Generally, people want to see other people. It will be easier for users to decide whether they have to take an action, like signing up, making a purchase, or getting in touch once they see a person. Therefore, adding a short video will allow people to visualize themselves working with you.

  • Make it Pop

Most of the case, people want to have text layered on top of the background video, so make sure it’s easy to read throughout the entire video loop. Furthermore, you can aim for a strong light/dark contrast between the background video on the copy.

You can also apply a solid, monochromatic filter on top of the video to ensure full, legible contrast. This technique will not only make this look super professional, but the color contrast also makes the text, form, and landing page CTA look impressive. Other method that you can also try is by including a text shadow, or a semi-opaque color block behind the text.

  • Keep It Short

It is important to keep the video short. Therefore, it is better to make a video with the length no longer than 10 seconds, but make sure that this short, looping video should be enough to get the point across without impacting the load time.

Sometimes, creating a loop can be challenging, the loop will appear out of place or incomplete if the video is too short. On the other hand, if the video is too long, your visitors can easily click away from the site or to another page before the video’s had a chance to do a great thing.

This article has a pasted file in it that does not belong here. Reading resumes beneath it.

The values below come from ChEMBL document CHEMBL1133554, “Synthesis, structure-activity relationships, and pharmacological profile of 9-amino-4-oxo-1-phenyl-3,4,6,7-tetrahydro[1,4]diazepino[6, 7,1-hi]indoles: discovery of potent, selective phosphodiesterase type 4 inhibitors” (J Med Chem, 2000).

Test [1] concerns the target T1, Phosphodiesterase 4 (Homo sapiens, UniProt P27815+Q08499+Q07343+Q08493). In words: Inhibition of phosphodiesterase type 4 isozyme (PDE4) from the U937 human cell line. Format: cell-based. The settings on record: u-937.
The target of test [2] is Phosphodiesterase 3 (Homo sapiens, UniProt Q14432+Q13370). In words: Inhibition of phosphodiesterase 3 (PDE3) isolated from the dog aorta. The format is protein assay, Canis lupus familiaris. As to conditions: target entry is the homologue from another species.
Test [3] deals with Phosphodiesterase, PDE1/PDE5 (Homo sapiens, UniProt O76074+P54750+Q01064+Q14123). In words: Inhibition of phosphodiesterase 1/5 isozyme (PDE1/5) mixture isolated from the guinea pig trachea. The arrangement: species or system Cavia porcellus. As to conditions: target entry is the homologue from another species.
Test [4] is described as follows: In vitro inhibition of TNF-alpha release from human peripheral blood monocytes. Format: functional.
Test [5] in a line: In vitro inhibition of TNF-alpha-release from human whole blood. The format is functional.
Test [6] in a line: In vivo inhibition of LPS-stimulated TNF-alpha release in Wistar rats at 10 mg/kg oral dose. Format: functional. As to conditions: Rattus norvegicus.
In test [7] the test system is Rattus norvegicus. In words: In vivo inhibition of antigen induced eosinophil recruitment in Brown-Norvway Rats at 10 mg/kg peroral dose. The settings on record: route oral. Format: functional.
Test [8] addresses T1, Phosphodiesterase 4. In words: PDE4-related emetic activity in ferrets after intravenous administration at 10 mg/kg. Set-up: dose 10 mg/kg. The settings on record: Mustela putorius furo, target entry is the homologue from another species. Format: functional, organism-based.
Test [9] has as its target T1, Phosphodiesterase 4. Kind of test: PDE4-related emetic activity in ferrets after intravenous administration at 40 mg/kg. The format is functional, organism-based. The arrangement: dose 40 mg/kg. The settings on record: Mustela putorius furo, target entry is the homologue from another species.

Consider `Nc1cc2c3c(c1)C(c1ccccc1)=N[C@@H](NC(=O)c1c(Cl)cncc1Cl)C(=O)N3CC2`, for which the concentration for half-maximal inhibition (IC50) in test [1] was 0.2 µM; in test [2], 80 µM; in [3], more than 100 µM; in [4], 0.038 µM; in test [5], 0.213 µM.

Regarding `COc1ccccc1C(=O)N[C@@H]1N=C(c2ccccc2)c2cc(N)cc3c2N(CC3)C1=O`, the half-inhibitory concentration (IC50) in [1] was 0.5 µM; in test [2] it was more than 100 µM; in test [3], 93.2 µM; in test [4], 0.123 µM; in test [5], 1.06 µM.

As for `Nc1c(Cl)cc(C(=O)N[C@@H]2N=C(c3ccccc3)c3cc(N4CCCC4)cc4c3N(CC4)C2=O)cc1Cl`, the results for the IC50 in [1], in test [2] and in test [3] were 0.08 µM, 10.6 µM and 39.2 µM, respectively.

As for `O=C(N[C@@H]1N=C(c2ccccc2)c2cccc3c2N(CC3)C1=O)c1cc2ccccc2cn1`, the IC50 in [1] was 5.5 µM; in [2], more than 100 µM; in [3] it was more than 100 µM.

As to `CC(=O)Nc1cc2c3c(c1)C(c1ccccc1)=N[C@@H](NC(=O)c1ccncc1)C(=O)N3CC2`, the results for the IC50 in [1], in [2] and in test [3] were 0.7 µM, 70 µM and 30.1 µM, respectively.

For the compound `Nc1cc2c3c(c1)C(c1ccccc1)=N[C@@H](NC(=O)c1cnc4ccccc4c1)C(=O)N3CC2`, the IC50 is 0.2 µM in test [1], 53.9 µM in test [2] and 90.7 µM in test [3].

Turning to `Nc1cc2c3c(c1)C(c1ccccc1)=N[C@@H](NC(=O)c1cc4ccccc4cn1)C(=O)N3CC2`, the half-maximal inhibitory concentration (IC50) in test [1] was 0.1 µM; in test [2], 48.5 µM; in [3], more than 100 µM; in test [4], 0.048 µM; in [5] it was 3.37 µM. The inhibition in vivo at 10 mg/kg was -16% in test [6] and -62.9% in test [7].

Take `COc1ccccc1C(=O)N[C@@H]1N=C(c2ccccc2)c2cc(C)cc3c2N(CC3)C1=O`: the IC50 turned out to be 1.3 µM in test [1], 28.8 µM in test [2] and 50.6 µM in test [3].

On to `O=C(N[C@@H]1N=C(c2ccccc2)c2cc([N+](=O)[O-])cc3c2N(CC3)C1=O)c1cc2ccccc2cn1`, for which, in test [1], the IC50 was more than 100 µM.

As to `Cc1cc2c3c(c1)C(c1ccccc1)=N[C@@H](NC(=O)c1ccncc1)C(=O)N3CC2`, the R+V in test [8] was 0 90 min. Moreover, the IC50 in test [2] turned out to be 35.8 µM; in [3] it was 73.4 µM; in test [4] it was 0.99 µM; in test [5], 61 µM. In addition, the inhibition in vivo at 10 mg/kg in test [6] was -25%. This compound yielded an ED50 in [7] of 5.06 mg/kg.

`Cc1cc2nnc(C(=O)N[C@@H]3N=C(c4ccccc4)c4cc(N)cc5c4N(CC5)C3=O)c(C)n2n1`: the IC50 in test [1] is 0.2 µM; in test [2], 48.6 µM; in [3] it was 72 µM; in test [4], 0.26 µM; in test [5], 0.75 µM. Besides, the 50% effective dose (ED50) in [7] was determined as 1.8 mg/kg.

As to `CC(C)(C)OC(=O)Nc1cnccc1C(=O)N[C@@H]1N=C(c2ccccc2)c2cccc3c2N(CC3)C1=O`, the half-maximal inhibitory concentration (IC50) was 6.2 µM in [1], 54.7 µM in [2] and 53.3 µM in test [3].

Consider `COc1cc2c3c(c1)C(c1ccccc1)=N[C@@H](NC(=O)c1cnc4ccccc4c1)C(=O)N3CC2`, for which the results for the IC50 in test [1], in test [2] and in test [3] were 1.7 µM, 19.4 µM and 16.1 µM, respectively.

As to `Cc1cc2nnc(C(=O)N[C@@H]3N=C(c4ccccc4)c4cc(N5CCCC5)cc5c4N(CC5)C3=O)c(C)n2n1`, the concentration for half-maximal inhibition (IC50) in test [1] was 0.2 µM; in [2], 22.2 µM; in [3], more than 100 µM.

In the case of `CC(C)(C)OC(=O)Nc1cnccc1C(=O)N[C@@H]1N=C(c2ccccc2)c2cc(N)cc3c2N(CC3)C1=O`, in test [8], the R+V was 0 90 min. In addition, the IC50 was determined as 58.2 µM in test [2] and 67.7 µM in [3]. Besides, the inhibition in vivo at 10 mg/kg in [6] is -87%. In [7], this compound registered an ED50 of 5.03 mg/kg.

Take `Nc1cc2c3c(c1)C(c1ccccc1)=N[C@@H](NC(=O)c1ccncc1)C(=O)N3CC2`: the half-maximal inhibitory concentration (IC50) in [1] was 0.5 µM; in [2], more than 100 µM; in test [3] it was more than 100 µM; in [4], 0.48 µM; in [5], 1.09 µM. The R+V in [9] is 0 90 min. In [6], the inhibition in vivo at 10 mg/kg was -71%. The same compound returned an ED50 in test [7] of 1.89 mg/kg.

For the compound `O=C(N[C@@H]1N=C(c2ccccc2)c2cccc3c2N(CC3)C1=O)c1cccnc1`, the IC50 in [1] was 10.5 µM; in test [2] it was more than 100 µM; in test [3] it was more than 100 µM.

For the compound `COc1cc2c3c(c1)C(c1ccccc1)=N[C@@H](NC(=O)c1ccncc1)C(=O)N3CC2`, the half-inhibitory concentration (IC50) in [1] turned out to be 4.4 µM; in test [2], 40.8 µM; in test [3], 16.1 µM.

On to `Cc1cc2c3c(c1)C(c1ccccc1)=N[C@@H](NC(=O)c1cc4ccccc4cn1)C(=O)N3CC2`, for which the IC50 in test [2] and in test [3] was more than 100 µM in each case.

If you can’t produce your own video, you can search for other places to get stock video clip. Double check the copyrights associated with any video before you use it. However, we would recommend you to always produce your own video to make it more personal.

  • Make It Unstoppable

Be confident, as long as you give a good quality and on brand video content, your visitors will likely press play or pause. The best way that you can offer is to play the background videos automatically. This will surely grab the visitor’s attention and keep them interested, as soon as they see the video element.

Don’t Forget the Analytics

It’s important to run a test, such as an A/B test to compare how your page performs with a background video compared with a static image. Just to be safe, you can start by pushing a small portion of your traffic towards the page. However, most usability specialists lean on experience, gut, and personal opinion when deciding what design brings customers satisfaction. This method is, of course, not right as you can use data as a great way to know what your customers actually think, as opposed to what they say they think.

So, have you tried background video in your website? It’s worth trying the method that will surely make your site look more sophisticated and smart. Good Luck!

Customizing the Error Page for Deactivated or Archived WordPress Sites

When someone visits a site by default, that means they are deactivated, then they will see a pretty dull default screen, informing that the site has been suspended. However, the problem comes when you want to customize, or add some custom content. Therefore, as a solution, this article will show you the exact way to do that. Below are some of the ways:

Suspending Sites in Your Network – the Options

Many web developers may think that terminology around deleting and suspending sites in a network is very confusing, since it’s not clear what each one means and sometimes when you do one, the system will tell you that you’ve done another.

Below is a recap on the options for removing sites from your network.

Here’s a detail of the Multisite Sites screen, which you access by going to My Sites>Network Admin>Sites:

You can find four options for removing the site:

  • When your users signup for a site, you can deactivate reverse the activation step users. However, it can be reactivated any time, since it doesn’t permanently delete the site. Besides, both the front end and the site admin screens aren’t accessible.